The Awami National Party is expected to lose five of six senators, Balochistan National Party two of two, Pakistan Muslim League-Functional one, and Pakistan Tehreek-e-Insaf one of seven seats. Among the independent senators five out of ten will retire in March.

The voting in Senate depends on the party positions in the provincial assemblies. The members of National Assembly vote for Fata, the provincial assemblies vote for their representatives of Senate and Islamabad senators are elected by the members of National Assembly.

After the announcement of the schedule by the ECP, it is almost confirmed that hurdles in the way to smooth Senate election have been crossed. "I don’t see any upsets anyway," observes senior journalist Muhammad Ziauddin, and foretells, "The PML-N is likely to capture majority of seats followed by PPP and PTI."

While the experts see the PPPP and PML-N neck and neck in the upcoming polls, they do not undermine the chances of the PTI to grab seats from the Punjab Assembly where they hold 30 seats. The PTI could join hands with other parties to win over maximum number of members from the opposition parties to pave way to the upper house.

It is speculated that the PML-N will be followed by the Pakistan Peoples Party-Parliamentarians with 29-31 seats, the Pakistan Tehreek-e-Insaf with 12-14, Muttahida Qaumi Movement with seven-nine, Awami National Party with two, National Party with five-six, Pakhtunkhwa Milli Awami Party with six, Jamiat Ulema-i-Islam-Fazl with four-five and Awami National Party with two seats.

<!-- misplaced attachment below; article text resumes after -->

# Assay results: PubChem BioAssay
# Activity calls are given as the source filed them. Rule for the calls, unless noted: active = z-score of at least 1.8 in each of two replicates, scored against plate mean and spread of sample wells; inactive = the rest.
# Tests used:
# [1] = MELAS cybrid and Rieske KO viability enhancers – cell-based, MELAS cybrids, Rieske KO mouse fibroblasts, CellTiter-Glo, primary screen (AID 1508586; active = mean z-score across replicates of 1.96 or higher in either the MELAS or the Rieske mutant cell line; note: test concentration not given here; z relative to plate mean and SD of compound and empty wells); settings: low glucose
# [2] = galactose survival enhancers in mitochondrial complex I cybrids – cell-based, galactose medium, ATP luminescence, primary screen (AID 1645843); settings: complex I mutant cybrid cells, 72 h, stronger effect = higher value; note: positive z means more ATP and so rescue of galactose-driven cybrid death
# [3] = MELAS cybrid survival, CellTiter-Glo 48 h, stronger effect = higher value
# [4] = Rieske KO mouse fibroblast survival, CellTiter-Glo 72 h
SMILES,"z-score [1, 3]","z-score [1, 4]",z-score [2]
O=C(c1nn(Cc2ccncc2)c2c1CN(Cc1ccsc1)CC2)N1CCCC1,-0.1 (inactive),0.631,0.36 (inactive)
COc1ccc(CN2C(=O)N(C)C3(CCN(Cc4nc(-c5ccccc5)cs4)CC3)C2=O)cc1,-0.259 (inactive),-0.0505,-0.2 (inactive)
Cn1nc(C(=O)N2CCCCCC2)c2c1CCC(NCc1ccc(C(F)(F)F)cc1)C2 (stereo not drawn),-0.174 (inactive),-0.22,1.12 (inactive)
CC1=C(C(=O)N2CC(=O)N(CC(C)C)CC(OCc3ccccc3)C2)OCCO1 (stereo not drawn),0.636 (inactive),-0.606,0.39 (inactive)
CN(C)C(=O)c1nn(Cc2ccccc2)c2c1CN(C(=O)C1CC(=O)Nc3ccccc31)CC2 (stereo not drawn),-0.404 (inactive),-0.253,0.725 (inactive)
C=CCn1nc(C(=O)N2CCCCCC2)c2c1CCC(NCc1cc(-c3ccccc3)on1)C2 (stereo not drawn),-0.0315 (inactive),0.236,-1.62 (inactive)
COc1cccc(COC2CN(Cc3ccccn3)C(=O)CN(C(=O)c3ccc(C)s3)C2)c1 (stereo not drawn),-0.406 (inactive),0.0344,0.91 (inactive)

The successful holding of the Senate elections will pave the way for the general elections scheduled to be held in July-August 2018. "I feel that timely elections of the Senate will clear ambiguity surrounding the elections of the lower house," says PPP Senator Murtaza Wahab.

Many experts predicted that if the ruling party gains simple majority in the Senate and manage to form government in the centre, the PML-N parliamentarians will propose laws favourable to the top leadership of the party -- such as the disqualification of Nawaz Sharif and accountability cases against his family members.

"Senate elections are very important for the PML-N," says Wahab. "By getting a majority in the upper house of the parliament, the ruling party will try to amend the constitution to allow Nawaz Sharif to come back into the parliamentary politics. This will be very negative for democracy since democracy is rule of the people for the people and the apex court by disqualifying ousted prime minister has shown that he has not served the people but rather served his own business and financial interests."

"One of the principal significance for Senate elections lies in how they improve the numbers game for ruling party to enable it to propel their legislative agenda," says Islamabad-based analyst Adnan Rehmat. "The Senate 2018 elections have acquired added significance because of their proximity to general elections and the desperation of the PML-N to rationalise their representation from Punjab."

Currently, he adds, the PML-N is under-represented and PPP and PML-Q over-represented in Senate. "Despite the PPP machinations on the back of Zardari’s adroit skills at electoral advantages, the PML-N will be able to significantly improve their numbers in Senate in March and ensure that in case they perform well in the general elections, they will be able improve their chances at legislation and if they don’t perform well in the general election, they will make it difficult for any incoming government to get laws passed from the Senate."

New seats in the upper house